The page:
WEDNESDAY WICKER WISDOM–Today we have a wonderful guest author here on the Weavin’ Wicker Woman blog.
Richard Saunders is a man who hardly needs an introduction since he’s already so well known in the antique wicker furniture industry.
I’ve followed Richard through all his books, but I also remember seeing him on the Good Morning America television show back in the late 1970s or early 1980s.
Richard was on the show talking about the history of the wicker furniture industry. He also demonstrated how to repair wicker during that segment, so I was hooked!
This man was doing the same sort of wicker restoration work that I was; how cool was that?
Richard worked as a consummate wicker furniture repair expert for many years and is now retired from that position.
He’s also written six books on antique wicker furniture and the industry itself and is a certified antique wicker furniture appraiser.
Find Richard’s contact information on his listing in my National Furniture Repair Directory™ in the Wicker category.
Read on and enjoy the post–
Motif Antique Wicker Furniture
by Richard Saunders
While today’s serious antique wicker furniture collectors search for natural, or unpainted, pieces there is a rare subcategory that is highly prized and even more elusive – Motif or Theme pieces.
The back panels of these exceedingly rare pieces were handwoven with cane, reed or a combination of both. These theme designs were employed in chairs, rockers and settees and made use of everything from ships and stars to hearts and flags.
Theme wicker was most often made by established and well-known firms like Heywood Brothers & Company; the Wakefield Rattan Company; and after their merger in 1897, the Heywood Brothers & Wakefield Company of Gardner, Massachusetts.
The great majority of these whimsically ornate creations were made between 1870 and 1900.
I’ve often felt that the closest link to motif-inspired wicker furniture is occupational or hobby-related shaving mugs. These were commissioned by their owners and custom painted with themes ranging from butchers, athletes, barbers and pool players.
In my opinion wicker pieces with motif back panels mirrored the fanciful nature of the late Victorian period. Some popular theme designs lasted for years in manufacturer’s catalogs.
Yet other unique themes were most likely privately commissioned custom pieces, an example being an occupation-related Hook & Ladder motif and a Liberty Bell for a long-ago proud American intent on celebrating the Philadelphia Centennial of 1876.
Here’s a wicker motif test for you—
What motif do you see woven into the back of this rocker? Well, I said it was a test, but it’s more like a Rorschach Test. I’ll give you the answer after the last photo in this blog. No cheating!!!
The ultimate in theme wicker
A rattan reed wicker settee with a two-masted schooner woven into its wide backrest. It is most likely a one-of-a-kind piece and commissioned by a sea captain or possibly for the lobby of a yacht club.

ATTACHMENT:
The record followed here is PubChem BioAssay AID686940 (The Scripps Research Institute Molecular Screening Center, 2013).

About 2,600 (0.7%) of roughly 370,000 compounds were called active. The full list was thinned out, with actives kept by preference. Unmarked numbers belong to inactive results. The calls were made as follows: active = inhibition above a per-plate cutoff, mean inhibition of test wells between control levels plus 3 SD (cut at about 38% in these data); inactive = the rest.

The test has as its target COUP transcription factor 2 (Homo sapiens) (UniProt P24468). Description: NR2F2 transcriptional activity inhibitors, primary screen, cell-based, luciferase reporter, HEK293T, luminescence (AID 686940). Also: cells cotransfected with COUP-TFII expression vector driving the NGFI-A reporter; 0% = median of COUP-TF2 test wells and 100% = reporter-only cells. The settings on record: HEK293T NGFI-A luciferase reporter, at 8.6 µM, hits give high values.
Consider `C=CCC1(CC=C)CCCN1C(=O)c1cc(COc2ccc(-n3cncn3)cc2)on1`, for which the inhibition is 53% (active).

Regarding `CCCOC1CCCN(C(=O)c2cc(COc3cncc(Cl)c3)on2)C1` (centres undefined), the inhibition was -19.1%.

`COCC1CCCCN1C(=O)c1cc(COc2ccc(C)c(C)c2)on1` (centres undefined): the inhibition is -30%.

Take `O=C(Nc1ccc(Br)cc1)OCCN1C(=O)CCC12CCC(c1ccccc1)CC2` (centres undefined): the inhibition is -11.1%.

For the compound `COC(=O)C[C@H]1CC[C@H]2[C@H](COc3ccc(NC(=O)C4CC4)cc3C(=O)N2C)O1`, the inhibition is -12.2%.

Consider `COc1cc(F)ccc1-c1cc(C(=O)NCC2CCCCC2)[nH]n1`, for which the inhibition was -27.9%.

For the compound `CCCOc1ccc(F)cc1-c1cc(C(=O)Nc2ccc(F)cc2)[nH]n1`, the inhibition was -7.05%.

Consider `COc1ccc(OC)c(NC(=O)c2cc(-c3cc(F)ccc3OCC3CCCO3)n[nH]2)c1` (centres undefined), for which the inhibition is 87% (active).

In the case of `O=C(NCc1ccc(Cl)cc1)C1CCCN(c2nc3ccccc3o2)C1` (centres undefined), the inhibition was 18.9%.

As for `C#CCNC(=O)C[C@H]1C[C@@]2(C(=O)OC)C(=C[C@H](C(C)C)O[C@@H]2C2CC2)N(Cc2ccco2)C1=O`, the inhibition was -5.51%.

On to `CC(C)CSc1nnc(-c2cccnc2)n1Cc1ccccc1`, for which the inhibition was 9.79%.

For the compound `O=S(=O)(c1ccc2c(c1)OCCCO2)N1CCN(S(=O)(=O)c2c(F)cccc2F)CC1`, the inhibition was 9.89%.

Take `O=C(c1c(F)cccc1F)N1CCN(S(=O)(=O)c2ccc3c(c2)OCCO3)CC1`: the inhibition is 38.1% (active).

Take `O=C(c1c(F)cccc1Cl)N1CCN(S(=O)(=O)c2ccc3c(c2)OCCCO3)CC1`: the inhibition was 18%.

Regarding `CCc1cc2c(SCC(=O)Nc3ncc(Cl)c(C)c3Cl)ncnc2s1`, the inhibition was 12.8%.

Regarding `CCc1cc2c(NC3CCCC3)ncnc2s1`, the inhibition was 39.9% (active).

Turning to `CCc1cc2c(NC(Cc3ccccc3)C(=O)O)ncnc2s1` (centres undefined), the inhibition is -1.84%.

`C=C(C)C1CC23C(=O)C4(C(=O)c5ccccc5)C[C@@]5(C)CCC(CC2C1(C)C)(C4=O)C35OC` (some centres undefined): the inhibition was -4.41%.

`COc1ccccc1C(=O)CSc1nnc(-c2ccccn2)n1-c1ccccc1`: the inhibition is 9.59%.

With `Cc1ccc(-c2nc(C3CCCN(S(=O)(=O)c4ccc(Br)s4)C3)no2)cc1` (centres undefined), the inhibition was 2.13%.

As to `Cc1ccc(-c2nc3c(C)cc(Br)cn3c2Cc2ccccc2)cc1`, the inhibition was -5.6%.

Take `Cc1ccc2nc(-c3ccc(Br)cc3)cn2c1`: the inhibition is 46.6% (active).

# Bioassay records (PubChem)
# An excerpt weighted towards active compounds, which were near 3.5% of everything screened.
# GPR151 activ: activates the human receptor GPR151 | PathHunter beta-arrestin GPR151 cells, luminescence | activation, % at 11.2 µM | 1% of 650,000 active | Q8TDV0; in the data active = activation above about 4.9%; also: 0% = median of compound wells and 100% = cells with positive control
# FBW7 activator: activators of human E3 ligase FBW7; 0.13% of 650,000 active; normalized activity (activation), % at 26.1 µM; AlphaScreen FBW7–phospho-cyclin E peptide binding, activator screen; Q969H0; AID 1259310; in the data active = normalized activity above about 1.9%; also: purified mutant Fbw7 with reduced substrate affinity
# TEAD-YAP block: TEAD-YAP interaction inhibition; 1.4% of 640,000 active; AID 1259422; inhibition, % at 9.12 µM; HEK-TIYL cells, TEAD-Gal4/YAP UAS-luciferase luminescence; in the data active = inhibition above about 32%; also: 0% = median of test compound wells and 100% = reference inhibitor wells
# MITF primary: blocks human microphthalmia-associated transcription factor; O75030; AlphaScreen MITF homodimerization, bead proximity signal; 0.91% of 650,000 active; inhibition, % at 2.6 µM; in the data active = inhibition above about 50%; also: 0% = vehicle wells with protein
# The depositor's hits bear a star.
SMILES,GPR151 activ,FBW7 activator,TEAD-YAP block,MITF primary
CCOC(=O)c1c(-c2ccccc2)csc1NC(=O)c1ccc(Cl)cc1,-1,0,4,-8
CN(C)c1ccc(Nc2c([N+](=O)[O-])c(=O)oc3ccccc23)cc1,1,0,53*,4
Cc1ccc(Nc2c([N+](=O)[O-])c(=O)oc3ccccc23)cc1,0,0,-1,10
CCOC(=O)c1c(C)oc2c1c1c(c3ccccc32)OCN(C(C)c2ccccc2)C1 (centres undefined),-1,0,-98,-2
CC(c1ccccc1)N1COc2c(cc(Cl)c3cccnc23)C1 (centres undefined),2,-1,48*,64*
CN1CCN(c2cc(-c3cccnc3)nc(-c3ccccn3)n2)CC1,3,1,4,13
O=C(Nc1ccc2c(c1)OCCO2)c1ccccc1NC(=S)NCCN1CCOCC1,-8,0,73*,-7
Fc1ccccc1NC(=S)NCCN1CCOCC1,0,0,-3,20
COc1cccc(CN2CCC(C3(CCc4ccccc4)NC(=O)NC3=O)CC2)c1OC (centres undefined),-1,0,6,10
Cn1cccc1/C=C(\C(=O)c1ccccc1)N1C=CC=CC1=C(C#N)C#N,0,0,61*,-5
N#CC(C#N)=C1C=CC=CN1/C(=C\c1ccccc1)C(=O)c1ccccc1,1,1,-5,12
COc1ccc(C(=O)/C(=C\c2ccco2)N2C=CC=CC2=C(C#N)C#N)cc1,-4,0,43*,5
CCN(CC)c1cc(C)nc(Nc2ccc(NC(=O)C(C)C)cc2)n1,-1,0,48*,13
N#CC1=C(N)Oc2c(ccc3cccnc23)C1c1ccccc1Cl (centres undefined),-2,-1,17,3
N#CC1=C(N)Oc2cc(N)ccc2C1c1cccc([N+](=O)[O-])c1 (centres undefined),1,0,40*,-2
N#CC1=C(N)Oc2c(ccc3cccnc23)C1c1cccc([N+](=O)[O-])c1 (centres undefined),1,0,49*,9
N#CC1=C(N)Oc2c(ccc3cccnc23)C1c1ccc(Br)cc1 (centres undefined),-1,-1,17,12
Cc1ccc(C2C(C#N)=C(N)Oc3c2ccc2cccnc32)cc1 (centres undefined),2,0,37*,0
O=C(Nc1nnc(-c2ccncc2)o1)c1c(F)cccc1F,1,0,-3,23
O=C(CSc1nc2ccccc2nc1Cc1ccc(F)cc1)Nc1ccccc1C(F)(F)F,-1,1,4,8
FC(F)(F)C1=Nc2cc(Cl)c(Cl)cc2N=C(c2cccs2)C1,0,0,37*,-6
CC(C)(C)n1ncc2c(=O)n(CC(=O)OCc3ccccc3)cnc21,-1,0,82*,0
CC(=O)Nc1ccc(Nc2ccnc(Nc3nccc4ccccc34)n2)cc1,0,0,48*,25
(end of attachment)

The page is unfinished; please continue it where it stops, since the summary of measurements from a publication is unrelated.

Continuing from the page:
Aside from the wonderful caned sails, notice the reed curlicues between the two masts which represent the wind. The bow of the ship is also made of reed and is pulling along a small dingy.
This reed wicker settee also retains its original stained and lacquered finish.
More Examples of Extremely Popular Motif Wicker
Closeup of a star back blue painted rocker which also employs a quarter moon at the top right.
This piece also has the centers of the star and moon woven in the intricate Star of David cane pattern.
Painted white rocker with a sailboat motif in the back which is woven in the intricate spider web cane design.
Natural finish children’s rocker with heart motif and woven spiderweb cane design in the center.
The heart motifs were very popular with adults and youngsters alike.
Here is an exceptional Victorian natural finish rocker with an American flag theme.
It also has the spiderweb cane design which represents the stars in the flag.
You have to look twice to notice the “1776” centennial date at top.
Some motif theme pieces were figural, as is this doll buggy with its wooden wheels.
It’s in the form of a shoe and comes complete with hand-painted “stitching” on the sides of the sole.
Here’s a natural finish Victorian Lady’s rocker with a Japanese fan motif. Notice the star and crescent moon at the top on either side of the fan.
This is a prime example of the Aesthetic Movement style, which started in Victorian England and relied on the popularity of the Orientalism craze in America.
Answer to the Wicker Motif Quiz Above
Most people see a leaf but on closer inspection, you realize it’s an owl. Were you correct? Did you get the right answer without jumping down here to find out?
Thank you so much, Richard, for this excellent blog post article about Motif Antique Wicker. This will help us assess any wicker furniture we are purchasing or already have as heirlooms.
If you have any questions about your wicker furniture, don’t hesitate to get in touch with Richard for an appraisal through his listing on the National Furniture Repair Directory™.
How about you? Do you own any antique wicker furniture with a woven motif in the back? If so, please leave a comment below and tell us all about it.
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~~Live Well, Laugh Often, Love Much ~~
Happy Weaving, until next time!